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Showing posts from May, 2015


©Shers Gallagher 2015

Leave me air to breathe,
and I'll breathe humanity in gulps.
Breathing in and breathing out,
choking on the crowded streets 
amidst the elbows I am connecting to. 

What is this pushing, shoving 
need to be human?
Count me in and I'll be last 
among the first, 
my humanity touching yours.

Is this what it means to be human?
Leave me air to breathe,
and I am weightlessly
in charge of my bit of space.

It is enough on this teaming little 
green rock, turning brown.
It is enough for you and me, 
enough to leave each other air to breathe. 

Aisling Books

Hooked on Wallpaper, Peeling Brown

©Shers Gallagher 2015 
Hooked on wallpaper, peeling brown, is mother’s umbrella of tattered forest green.  Strapped around its well-worn tips is a tapestry printed satchel holding memories of   Grandmother’s curtains behind lemon waxed tables and full-tacked sofas of Chesterfield leather.  The hats she wore were hand-braided with wide ribbon trim  hinting of chic world travellers in her day,  of spirited Hepburns and sultry Lauren Bacalls.

Aisling Books

The Quest – full circle – rehashed for my brother, who now thinks on such things.... :)

©Shers Gallagher 2017

August 2011 found me sitting in a Westport B&B, having come to this North-western region of Ireland in search of my Irish roots with my two aunts in mind – Darlys Gallagher Weiss and Laverne Gallagher Robinson – my mother’s sisters still alive and well. My mother, Marvel Schuler ní Gallagher, has sadly passed away, along with her two brothers, William and Raymond (officially spelled ‘Ramon’, as neither grandparent could spell well in those days).  Their father, William (Bill) Emmet, was the 8th son of 10 children to Felix Peter Gallagher (b. 02 August 1863) and Anna Marie Murray Gallagher (b. 12 August 1866). 

Felix, my great-grandfather, was born in urban Westport to Bridget Gallagher ní McIntyre and her husband Martin. They were a Roman Catholic family, but documentation is sketchy for all born before the official Irish registry that began a year later, in 1864.  

My great-grandfather Felix, I found out, was born on Bridge Street; and, not only was he born on …

Oh, Those Fairies!

© 2015 Shers Gallagher --ex-Renaissance Fairy 

Where dusty paths 
and rain-thirst clouds
leave grit in hair and teeth,
the fairies 
with their fluted bows
spring forth 
with fluttering feet.
Tipping and tapping,
they chortle with laughter
on wee frowny faces 
and each crooked smile they greet.
Catch them! Catch them! 
Each sparkle of light
that zips in flight,
leaving trails of delight
as the flit from tree to tree.
[Shers, aka Thimbleberry, Colorado Renaissance Fairy (c.1990s)]
Aisling Books

Growing Up with Family - another slice of my silly life

©Shers Gallagher 2015
When we were kids - way before my little sister was born - my brothers and I were hooked on a TV horror series, entitled 'Thriller'. We were such a motley crew back then that, every chance they could get, my young parents would get away to rekindle their romance together. On one such occasion, I remember an elderly lady babysitting us, which was on an evening where, earlier, one of my little brothers had been playing baseball with the other in the front yard and had accidentally hit the ball into the living room window, causing a small hole yet to be repaired. Now, this hole was in the window just behind the couch where we all sat to watch television. Perhaps you can guess the scenario that followed....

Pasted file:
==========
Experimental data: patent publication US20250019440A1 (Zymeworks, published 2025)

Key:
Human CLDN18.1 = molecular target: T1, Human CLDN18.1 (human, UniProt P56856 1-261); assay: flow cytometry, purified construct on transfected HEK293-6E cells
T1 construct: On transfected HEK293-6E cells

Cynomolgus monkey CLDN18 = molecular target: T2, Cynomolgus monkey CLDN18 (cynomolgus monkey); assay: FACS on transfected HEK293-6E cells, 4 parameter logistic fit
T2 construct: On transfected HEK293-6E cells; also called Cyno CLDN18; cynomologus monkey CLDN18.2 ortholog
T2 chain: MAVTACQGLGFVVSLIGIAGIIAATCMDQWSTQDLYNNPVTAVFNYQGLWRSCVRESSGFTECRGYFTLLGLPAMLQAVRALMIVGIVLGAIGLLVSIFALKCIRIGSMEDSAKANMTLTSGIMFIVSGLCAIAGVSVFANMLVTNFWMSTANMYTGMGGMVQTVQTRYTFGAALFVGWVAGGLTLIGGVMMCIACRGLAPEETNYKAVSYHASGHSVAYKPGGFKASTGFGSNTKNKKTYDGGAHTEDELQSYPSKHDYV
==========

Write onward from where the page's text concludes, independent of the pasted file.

'Thriller' was on, and with babysitter in the middle, we all sat mesmerized, watching the creature from the deep (or something like that) when, suddenly, one of our house cats stuck her paw through the hole, attempting to get in. She had reached up a…

An Infamous Wee

© Shers Gallagher 2015
In this narcissistic age with everyone a 5-second star of blogs and meals and secret thrills, of our kids with frogs and snails and their puppy dog tales....

So it is with Manekin Pis, the naked little Belgian boy and his 5-second self-pee, urinating with glee while capturing his wee for all he twitters and tweets to see. Such are the times we live in!
Aisling Books

How I I Came to Live in Boulder, Colorado

©Shers Gallagher 2015 a teen on the lam, mostly running away from myself, personal addictions and questions with a sinking feeling that there were no answers to any of them, not simple ones, anyway. As I sunk further into the hedonistic scene of living a non-mainstream life, I continued questioning, creating, inventing alongside others of similar mind, many eventually giving up and dying. Throughout the muck and mire of daily living on the edge juxtaposed against the incredible beauty of the Flat Irons, and Boulder in general, my very existence raised the question of God. I could not escape it. This was the Boulder I knew back then with conservatism running through its core, a soberness observed in the faces of its mountain folk – the ranchers, farmers and old miners who had eked out a living and were the community’s cornerstones. Yet, alongside this was a topsoil of challenging liberalism fomented by a university gaining a Haight Ashbury-like reputation, which placed the town in…